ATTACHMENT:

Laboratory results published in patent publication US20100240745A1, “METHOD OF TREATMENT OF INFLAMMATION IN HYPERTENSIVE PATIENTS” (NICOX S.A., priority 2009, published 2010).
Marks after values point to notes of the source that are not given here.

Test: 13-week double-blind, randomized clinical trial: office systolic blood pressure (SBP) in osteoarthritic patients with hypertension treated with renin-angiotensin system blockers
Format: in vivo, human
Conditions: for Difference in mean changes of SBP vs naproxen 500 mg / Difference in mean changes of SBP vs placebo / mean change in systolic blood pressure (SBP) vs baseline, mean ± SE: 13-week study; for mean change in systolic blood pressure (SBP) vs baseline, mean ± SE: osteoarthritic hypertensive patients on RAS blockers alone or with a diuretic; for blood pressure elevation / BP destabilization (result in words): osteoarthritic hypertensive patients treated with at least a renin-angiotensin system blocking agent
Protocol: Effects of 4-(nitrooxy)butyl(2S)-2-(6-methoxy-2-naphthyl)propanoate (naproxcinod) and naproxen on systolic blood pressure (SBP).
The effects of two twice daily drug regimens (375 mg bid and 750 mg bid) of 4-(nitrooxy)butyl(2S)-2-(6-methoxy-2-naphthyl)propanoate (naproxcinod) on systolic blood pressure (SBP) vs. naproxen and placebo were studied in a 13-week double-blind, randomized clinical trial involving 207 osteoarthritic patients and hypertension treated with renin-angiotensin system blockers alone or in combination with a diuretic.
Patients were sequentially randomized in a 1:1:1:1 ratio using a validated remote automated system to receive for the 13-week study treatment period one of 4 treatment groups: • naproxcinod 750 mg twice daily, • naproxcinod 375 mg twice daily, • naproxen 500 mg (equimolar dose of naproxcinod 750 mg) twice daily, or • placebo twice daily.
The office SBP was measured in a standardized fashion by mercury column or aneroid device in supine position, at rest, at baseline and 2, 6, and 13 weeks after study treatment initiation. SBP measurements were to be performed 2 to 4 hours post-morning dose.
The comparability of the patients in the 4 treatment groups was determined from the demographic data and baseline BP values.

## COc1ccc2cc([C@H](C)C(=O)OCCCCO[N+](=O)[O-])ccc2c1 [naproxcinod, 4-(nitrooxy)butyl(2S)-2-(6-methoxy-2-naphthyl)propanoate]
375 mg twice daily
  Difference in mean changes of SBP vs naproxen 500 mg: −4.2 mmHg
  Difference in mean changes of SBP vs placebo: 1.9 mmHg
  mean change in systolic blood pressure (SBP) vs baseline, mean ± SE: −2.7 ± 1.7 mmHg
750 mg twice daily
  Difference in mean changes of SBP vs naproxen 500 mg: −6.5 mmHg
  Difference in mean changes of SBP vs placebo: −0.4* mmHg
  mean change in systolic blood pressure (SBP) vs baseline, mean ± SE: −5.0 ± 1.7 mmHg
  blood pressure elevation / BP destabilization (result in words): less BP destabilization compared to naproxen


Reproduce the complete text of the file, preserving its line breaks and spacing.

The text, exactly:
Laboratory results published in patent publication US20100240745A1, “METHOD OF TREATMENT OF INFLAMMATION IN HYPERTENSIVE PATIENTS” (NICOX S.A., priority 2009, published 2010).
Marks after values point to notes of the source that are not given here.

Test: 13-week double-blind, randomized clinical trial: office systolic blood pressure (SBP) in osteoarthritic patients with hypertension treated with renin-angiotensin system blockers
Format: in vivo, human
Conditions: for Difference in mean changes of SBP vs naproxen 500 mg / Difference in mean changes of SBP vs placebo / mean change in systolic blood pressure (SBP) vs baseline, mean ± SE: 13-week study; for mean change in systolic blood pressure (SBP) vs baseline, mean ± SE: osteoarthritic hypertensive patients on RAS blockers alone or with a diuretic; for blood pressure elevation / BP destabilization (result in words): osteoarthritic hypertensive patients treated with at least a renin-angiotensin system blocking agent
Protocol: Effects of 4-(nitrooxy)butyl(2S)-2-(6-methoxy-2-naphthyl)propanoate (naproxcinod) and naproxen on systolic blood pressure (SBP).
The effects of two twice daily drug regimens (375 mg bid and 750 mg bid) of 4-(nitrooxy)butyl(2S)-2-(6-methoxy-2-naphthyl)propanoate (naproxcinod) on systolic blood pressure (SBP) vs. naproxen and placebo were studied in a 13-week double-blind, randomized clinical trial involving 207 osteoarthritic patients and hypertension treated with renin-angiotensin system blockers alone or in combination with a diuretic.
Patients were sequentially randomized in a 1:1:1:1 ratio using a validated remote automated system to receive for the 13-week study treatment period one of 4 treatment groups: • naproxcinod 750 mg twice daily, • naproxcinod 375 mg twice daily, • naproxen 500 mg (equimolar dose of naproxcinod 750 mg) twice daily, or • placebo twice daily.
The office SBP was measured in a standardized fashion by mercury column or aneroid device in supine position, at rest, at baseline and 2, 6, and 13 weeks after study treatment initiation. SBP measurements were to be performed 2 to 4 hours post-morning dose.
The comparability of the patients in the 4 treatment groups was determined from the demographic data and baseline BP values.

## COc1ccc2cc([C@H](C)C(=O)OCCCCO[N+](=O)[O-])ccc2c1 [naproxcinod, 4-(nitrooxy)butyl(2S)-2-(6-methoxy-2-naphthyl)propanoate]
375 mg twice daily
  Difference in mean changes of SBP vs naproxen 500 mg: −4.2 mmHg
  Difference in mean changes of SBP vs placebo: 1.9 mmHg
  mean change in systolic blood pressure (SBP) vs baseline, mean ± SE: −2.7 ± 1.7 mmHg
750 mg twice daily
  Difference in mean changes of SBP vs naproxen 500 mg: −6.5 mmHg
  Difference in mean changes of SBP vs placebo: −0.4* mmHg
  mean change in systolic blood pressure (SBP) vs baseline, mean ± SE: −5.0 ± 1.7 mmHg
  blood pressure elevation / BP destabilization (result in words): less BP destabilization compared to naproxen